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El Niño is a condition that sometimes occurs in the Pacific Ocean, but it is so big that it affects weather all over the world.  Weather depends a lot on ocean temperatures. Where the ocean is warm, more clouds form, and more rain falls in that part of the world.




Helping students build their understanding of Earth's spheres and how they are connected is difficult.  Review the graphics to help identify the parts of the Earth System and the processes that connect them at the local, regional, and global scales.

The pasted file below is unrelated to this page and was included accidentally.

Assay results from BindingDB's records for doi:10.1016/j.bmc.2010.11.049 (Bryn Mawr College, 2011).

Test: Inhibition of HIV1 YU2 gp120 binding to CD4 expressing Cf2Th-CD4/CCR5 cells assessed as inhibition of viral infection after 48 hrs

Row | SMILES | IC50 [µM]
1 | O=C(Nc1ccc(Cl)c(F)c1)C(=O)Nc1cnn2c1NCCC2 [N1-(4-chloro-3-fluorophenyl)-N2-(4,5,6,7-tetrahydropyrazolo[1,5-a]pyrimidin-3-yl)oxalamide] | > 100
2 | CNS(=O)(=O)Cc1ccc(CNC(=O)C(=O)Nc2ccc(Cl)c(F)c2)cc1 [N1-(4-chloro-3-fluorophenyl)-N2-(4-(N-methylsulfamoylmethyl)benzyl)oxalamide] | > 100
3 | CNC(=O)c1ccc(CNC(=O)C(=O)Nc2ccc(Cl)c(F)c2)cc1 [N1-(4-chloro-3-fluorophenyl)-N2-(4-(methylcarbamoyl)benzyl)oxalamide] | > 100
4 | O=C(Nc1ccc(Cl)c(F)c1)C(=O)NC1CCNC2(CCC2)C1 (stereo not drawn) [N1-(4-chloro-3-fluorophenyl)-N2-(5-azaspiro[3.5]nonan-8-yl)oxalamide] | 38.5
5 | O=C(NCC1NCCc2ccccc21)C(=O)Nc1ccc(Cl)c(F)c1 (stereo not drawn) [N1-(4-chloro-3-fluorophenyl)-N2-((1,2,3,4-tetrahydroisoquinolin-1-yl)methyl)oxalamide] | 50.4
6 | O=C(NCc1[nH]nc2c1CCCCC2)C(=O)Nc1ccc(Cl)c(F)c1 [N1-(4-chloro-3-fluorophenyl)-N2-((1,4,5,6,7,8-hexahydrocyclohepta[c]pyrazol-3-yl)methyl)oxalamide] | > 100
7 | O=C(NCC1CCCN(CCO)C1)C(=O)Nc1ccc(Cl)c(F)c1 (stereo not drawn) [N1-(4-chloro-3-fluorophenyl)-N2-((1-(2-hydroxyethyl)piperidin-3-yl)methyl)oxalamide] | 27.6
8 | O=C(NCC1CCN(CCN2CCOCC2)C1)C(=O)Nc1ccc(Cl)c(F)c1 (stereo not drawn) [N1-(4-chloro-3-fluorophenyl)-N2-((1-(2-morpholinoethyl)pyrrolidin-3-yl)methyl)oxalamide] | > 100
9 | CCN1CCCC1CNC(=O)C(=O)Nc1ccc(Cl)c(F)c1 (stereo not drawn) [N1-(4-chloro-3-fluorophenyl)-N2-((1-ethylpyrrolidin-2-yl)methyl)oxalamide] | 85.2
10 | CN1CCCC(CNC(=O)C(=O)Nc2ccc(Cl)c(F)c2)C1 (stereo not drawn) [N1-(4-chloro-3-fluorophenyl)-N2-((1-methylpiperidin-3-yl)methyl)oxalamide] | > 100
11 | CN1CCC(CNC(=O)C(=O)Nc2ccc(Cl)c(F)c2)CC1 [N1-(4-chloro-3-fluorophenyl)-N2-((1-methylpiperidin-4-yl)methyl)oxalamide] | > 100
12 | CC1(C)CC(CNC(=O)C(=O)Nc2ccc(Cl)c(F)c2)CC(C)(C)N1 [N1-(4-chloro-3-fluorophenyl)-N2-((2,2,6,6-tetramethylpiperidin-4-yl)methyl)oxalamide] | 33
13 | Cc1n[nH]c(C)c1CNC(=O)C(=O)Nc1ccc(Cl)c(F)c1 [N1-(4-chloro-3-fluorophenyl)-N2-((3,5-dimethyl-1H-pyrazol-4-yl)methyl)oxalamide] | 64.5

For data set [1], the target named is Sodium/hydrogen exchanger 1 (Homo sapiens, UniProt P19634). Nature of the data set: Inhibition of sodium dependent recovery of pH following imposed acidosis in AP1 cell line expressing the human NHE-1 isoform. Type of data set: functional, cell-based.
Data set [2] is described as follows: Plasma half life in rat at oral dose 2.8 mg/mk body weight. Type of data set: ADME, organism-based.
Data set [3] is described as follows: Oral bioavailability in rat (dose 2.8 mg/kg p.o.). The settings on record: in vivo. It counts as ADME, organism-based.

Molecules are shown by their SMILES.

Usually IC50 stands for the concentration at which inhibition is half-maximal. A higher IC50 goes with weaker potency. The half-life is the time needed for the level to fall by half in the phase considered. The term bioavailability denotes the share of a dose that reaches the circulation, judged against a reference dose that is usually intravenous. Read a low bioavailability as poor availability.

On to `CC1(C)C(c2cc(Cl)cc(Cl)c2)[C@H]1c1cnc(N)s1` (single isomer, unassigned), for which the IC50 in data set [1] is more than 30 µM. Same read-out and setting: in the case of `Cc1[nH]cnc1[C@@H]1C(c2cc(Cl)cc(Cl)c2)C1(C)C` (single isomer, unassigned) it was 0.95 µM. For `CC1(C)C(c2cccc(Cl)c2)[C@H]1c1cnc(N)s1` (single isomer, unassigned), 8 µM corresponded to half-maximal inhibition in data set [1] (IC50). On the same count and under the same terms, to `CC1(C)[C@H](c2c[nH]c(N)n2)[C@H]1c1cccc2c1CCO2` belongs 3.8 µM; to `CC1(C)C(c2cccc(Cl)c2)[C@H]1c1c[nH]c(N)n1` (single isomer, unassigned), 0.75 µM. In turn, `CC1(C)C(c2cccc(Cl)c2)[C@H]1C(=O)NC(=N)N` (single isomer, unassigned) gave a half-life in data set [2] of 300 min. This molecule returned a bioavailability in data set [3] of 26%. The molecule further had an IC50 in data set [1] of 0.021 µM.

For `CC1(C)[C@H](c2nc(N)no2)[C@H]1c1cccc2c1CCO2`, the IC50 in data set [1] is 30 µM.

Hurricanes are large, swirling storms with winds of 119 kilometers per hour (74 mph) or higher. That's quicker than a cheetah can run which is the fastest animal on land.  They are said to be the most violent storms on Earth.


Forests are an important and common feature of the Earth’s land cover, covering 31 percent of the total land surface. There are two regions in particular where forests are common.


The Quick Start Guide lists examples of NASA datasets and imagery that could be used for student investigations related to content and practices in the Framework for K-12 Science Education.    This Guide is part of an educator toolkit that features resources for grades K-12 that can support and frame student investigations with NASA data and content. Check out the toolkit and samplers for elementary, middle, and high school at https://www.strategies.org/education/educators-toolkit/.